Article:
Scientists divided over eel-like transparent sea creature with no organs

Feb 02, 2022 | 🚀 Fathership
A 'ghostly' see-through sea creature spotted by a swimmer has left scientists divided over what it could be.

Spotted near Cape Town in South Africa by Amy Wainman, 36, the ribbon-like creature is seen undulating through the water, its transparent body seemingly devoid of any organs.







'When I first saw it, it almost looked like some floating plastic,' she said. 'But then it started swimming. It was like a dancing, clear ribbon.

'I had no idea what it was, I had never even seen a picture of one before.'

Eel larva or jelly creature?

Bradley Stevens, a retired marine science professor, formerly of the University of Maryland Eastern Shore, said it seemed to be at the end of its larval stage.

He said: 'Its size and location suggest that it is nearing the end of its migration from the mid-oceanic spawning grounds, and will soon become a normal-shaped juvenile eel.'

But Dr Kevin Kocot from The University of Alabama says that one important detail means it's not an eel at all but a rare type of jelly creature, revealing: “Some baby eels have larvae called leptocephalus larvae that look superficially very similar.

“But if you look closely, they have a head and mouth at one end whereas this animal’s mouth is in the middle of the body.

“This is a cestum veneris, a very unusual comb jelly or ctenophore.

He said that the majority of jellyfish-like comb jellies are "more-or-less rounded in shape" and move using wave-like structures on their surface called cilia, but this variant instead uses undulating muscles "like a ribbon".

He added that they are safe to touch, though not to eat, and that they reproduce by laying many tiny eggs.

Amy, an experienced snorkeller, said she saw "several different types" of unusual comb jellies on the same day.


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This commentator thinks MCI ad should not have featured poor Malays

May 12, 2022 | 🚀 Fathership
A Hari Raya advertisement by the Ministry of Communications and Information (MCI) was 'cancelled' by certain netizens online for depicting lower income Malays according to reality.

"Message for Syawal", a two-and-a-half-minute video published last month (Apr 30) captures moments in the life of a low-income Malay family living in a rental flat.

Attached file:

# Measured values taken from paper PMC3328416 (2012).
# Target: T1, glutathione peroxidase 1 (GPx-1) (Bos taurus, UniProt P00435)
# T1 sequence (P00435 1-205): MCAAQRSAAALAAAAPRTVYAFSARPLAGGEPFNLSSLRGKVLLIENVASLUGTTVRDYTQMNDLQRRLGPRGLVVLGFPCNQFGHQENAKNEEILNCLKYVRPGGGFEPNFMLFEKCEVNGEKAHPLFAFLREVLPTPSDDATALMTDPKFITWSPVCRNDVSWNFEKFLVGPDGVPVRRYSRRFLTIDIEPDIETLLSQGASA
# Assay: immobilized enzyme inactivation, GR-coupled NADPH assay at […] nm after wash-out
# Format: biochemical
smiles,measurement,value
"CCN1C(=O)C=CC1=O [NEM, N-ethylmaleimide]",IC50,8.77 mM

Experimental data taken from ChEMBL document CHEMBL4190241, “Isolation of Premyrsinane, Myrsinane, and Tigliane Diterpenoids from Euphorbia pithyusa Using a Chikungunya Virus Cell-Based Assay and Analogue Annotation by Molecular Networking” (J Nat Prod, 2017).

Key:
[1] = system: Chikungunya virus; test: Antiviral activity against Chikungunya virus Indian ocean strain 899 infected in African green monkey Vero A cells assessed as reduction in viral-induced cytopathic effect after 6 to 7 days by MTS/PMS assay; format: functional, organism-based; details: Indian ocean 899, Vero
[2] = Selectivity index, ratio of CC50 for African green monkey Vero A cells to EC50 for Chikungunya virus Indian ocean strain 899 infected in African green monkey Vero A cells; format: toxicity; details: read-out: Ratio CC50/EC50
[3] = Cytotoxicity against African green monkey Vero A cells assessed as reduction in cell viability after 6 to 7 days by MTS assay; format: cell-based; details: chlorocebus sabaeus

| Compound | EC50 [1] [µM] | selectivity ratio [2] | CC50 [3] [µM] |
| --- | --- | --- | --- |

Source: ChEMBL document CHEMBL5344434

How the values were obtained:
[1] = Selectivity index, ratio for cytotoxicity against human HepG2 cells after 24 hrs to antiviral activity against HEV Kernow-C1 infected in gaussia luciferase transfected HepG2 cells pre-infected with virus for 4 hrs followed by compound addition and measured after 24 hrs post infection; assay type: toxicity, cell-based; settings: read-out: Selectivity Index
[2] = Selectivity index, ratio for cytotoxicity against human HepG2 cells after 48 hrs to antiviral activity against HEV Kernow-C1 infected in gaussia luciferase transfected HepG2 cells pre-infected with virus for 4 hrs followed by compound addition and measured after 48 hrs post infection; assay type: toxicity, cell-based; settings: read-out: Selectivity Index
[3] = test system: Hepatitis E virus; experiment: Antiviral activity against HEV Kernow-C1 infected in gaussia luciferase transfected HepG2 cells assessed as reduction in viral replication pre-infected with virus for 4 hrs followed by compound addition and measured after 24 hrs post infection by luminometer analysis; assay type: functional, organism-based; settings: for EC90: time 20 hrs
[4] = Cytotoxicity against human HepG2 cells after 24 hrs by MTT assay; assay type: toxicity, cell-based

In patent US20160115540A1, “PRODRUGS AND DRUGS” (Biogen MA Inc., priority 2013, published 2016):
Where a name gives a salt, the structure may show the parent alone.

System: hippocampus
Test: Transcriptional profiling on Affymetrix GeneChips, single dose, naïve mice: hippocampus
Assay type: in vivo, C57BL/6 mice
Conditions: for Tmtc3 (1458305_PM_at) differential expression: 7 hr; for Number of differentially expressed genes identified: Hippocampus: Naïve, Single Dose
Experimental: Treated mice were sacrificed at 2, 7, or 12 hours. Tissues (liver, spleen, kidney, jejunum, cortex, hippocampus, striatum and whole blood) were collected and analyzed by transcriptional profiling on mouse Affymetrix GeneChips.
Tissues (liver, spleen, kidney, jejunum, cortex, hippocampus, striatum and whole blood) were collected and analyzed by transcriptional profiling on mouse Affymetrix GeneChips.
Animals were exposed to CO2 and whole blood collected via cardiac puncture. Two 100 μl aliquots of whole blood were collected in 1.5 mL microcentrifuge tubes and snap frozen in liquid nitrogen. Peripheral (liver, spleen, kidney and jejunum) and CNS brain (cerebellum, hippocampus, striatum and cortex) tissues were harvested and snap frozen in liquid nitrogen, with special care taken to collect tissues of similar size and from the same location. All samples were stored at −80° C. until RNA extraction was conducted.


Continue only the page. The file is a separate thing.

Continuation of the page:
Storyline


Pictured: Screenshot from MCI video "Message for Syawal"

The video, which is peppered with Malay proverbs, shows the family moving out of their rental flat to a new home several years later where they celebrate Hari Raya.

The father of the family works as a mover while the mother is a housewife.

Their young son, Syawal, skips school to earn extra income for his family before a teacher flags his absence from school to his parents.

The mother in the video later decides to return to work to alleviate her family’s financial difficulties while the father gets a new job.


Pictured: Screenshot from MCI video "Message for Syawal"



Why some netizens are outraged

The video sparked backlash online, with some viewers saying that it contained stereotypes about the Malay community.

The stereotypes:
  • The father works as a mover - commonly perceived to be a low-income job
  • The mother is jobless
  • The son plays truant
  • The family lives in a rental flat for low-income earners

Commentator implied that poor Malays shouldn't be portrayed in public to prevent stereotypes


Pictured: Screenshot from Homeground Asia video

A video commentary by The Homeground Asia went further by criticizing how the video propagates the narrative that Malays are poor and lazy, and that the ministry should have created a video that is more relatable to both the less fortunate and the more affluent Malays.

Adi Rahman, one of the interviewees in the video went further by making sweeping assumptions that the ministry lacked cultural intelligence and did not consult the community on the narrative.

Ironically, in talking about inclusivity, Adi implied that the realities of poor Malays should not be shown in public.

For example, his rationale suggested that the video contained characters (the mover, jobless mother and the son who skips school) that contribute to the problem of other races seeing the Malays in a stereotypical and reductive light.

In other words, show the good stuff but not the reality.

Adi even accused the ministry for not consulting the Malays in the vetting of the video narrative.

His accusations were without merit, however, when the Ministry said in a statement (Apr 30) that Malay-Muslim viewers - presumably a focus group - had seen the video prior to its release, and perceived the story to be heart-warming, although some expressed reservations.


Pictured: Adi Rahman - one of the commentators in Homeground Asia video



Stereotyping or masking reality?

The ministry said last month (Apr 30) the video was meant to show "a family’s journey of resilience in facing challenging circumstances and how mutual support and encouragement could nurture the process”.

Other netizens felt it was an overreaction and that low-income families shouldn't be dehumanized in a way that they are removed from the conversation. They felt that the video was a call-to-action for those from the underprivileged to strive for a better life through hard work and seeking help that's already available.

The only missed opportunity in the MCI video was perhaps the suggestion that Malays in low income families living in a rental flat could not celebrate Hari Raya unless they get a flat on their own.

But of course, like Homeground Asia, that is also a sweeping assumption.